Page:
Basically the fermentation process involves inoculating a sterilized or pasteurized nutrient medium contained in a fermentor with between about 1 wt % and about 10 wt % of a culture of the desired microorganism, or its enzyme usually in the logarithmic phase of its life cycle. The temperature and pH of the fermentation broth is closely controlled during catabolism to between about 20 and 40 C. and 6 to 8 pH. After a period of from about 3 days to about 3 weeks the desired antibiotic is produced. Antibiotics, thus produced include macrolides, polyenes, polypeptides, penicillins, tetracyclines, and the like. The desired fermentation product contained in the broth, together with nutrients, such as sugars, alcohols and salts as well as original and often mutant microorganism forms, then enters the product recovery stage. Heretofore, recovery has been accomplished by a series of time consuming chemical and physical treatments which include chilling, heating, distillation, extraction, evaporation, crystallization, solubilization and recrystallization in order to isolate a substantially pure antibiotic useful in human and animal therapy. It is evident that the recovery is considerably more costly than the preceding fermentation and improved methods for product recovery have long been saught for process economy and commercialization.

Accordingly, it is an object of this invention to provide an improved and commercially feasible process for the recovery of water soluble, and other polar antibiotics from aqueous fermentation broths and to supply an extractant composition suitable for isolating said antibiotic products from a fermentation broth.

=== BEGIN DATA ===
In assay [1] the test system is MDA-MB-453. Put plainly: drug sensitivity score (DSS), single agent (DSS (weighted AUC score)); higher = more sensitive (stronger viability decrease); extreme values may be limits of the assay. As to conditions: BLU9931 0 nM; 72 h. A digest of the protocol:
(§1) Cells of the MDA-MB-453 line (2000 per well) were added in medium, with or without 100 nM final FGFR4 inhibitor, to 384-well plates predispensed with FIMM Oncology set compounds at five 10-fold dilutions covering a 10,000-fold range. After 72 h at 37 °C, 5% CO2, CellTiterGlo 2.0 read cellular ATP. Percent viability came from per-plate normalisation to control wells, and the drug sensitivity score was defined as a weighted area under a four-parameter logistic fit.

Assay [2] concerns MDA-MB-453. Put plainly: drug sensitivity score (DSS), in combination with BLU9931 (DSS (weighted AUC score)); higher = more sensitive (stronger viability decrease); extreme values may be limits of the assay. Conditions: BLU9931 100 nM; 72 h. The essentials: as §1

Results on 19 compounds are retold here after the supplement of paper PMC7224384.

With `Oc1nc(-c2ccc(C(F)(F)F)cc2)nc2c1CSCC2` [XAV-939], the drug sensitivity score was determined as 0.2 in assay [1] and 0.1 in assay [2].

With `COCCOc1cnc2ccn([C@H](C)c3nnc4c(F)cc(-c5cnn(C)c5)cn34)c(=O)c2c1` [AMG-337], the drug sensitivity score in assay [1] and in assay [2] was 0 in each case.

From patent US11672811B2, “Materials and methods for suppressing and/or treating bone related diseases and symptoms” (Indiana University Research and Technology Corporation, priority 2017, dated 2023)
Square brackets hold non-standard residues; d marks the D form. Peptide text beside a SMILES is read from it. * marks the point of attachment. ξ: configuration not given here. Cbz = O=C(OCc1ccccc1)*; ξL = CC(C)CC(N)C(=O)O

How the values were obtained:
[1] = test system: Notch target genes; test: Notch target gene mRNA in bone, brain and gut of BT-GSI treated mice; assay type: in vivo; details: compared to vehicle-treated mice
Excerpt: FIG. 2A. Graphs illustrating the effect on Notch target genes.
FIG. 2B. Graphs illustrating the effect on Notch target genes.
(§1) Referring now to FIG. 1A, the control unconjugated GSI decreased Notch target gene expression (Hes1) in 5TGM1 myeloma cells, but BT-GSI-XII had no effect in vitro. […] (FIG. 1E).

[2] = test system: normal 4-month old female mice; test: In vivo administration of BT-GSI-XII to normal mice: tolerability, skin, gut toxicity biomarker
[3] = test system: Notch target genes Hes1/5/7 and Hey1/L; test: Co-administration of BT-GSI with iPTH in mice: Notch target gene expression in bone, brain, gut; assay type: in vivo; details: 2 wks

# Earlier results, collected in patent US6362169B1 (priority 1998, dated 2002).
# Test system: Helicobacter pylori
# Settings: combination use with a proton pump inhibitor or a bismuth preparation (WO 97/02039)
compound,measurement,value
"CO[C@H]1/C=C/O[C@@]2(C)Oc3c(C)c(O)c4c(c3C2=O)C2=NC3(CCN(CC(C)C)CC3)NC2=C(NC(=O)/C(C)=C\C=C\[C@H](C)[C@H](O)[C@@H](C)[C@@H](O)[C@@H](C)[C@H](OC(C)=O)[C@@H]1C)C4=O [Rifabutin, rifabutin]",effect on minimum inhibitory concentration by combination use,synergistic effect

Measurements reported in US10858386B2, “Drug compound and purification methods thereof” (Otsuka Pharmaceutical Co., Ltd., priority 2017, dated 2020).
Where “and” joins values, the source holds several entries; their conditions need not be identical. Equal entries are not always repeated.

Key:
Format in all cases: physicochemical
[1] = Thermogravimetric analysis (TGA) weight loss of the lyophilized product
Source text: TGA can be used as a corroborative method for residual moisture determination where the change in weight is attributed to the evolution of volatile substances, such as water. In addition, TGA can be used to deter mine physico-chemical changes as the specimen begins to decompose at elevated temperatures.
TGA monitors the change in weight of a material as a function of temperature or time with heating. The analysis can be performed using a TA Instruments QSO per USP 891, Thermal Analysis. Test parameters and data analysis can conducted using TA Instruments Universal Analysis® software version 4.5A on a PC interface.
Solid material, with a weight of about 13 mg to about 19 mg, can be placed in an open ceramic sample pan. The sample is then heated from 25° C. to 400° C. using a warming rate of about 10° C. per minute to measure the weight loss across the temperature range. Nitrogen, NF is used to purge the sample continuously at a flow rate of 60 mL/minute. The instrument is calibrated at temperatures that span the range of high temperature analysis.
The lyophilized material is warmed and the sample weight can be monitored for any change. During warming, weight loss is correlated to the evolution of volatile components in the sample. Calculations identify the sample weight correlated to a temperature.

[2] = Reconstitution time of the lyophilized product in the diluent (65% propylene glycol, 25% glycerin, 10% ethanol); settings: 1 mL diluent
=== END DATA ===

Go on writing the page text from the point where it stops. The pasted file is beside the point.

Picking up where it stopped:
Another object is to provide a select group of chemical compounds which have the unique property of extracting desired antibiotics.

These and other objects of the invention will become apparent from the following description and disclosure.

In accordance with the present invention, there is provided a group of water insoluble or partially water soluble lactams for antibiotic extraction having the formula ##STR1## wherein n is an integer having a value of from 1 to 3 and R is alkyl having from 8 to 14 carbon atoms. These extraction agents have the unique capability of extracting 90% or more of the polar, antibiotics of this invention from a fermentation broth.

The chain length of the R group attached to heterocyclic nitrogen is critical to the operation of the present invention since alkyl groups below C8 are water soluble and thus prevent phase separation of the product contained in the fermentation broth, an essential feature of the present invention. Alkyl groups above C14 are solid and cannot be utilized for extraction.

Of the above extraction agents, those having a relatively low critical micelle concentration of between about 110-3 and 110-4 mole per liter of water, and wherein R is C8 -C12 alkyl and n is one, are preferred. Most preferred for extraction of water soluble antibiotics in N-octyl-2-pyrrolidone.